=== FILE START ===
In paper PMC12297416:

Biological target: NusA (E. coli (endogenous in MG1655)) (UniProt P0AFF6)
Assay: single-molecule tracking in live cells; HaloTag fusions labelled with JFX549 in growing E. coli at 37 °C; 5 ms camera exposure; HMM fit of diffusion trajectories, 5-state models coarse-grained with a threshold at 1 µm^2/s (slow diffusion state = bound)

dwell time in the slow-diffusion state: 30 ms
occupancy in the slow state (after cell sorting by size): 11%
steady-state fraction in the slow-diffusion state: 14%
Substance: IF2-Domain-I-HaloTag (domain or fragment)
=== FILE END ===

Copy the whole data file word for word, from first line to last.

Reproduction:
In paper PMC12297416:

Biological target: NusA (E. coli (endogenous in MG1655)) (UniProt P0AFF6)
Assay: single-molecule tracking in live cells; HaloTag fusions labelled with JFX549 in growing E. coli at 37 °C; 5 ms camera exposure; HMM fit of diffusion trajectories, 5-state models coarse-grained with a threshold at 1 µm^2/s (slow diffusion state = bound)

dwell time in the slow-diffusion state: 30 ms
occupancy in the slow state (after cell sorting by size): 11%
steady-state fraction in the slow-diffusion state: 14%
Substance: IF2-Domain-I-HaloTag (domain or fragment)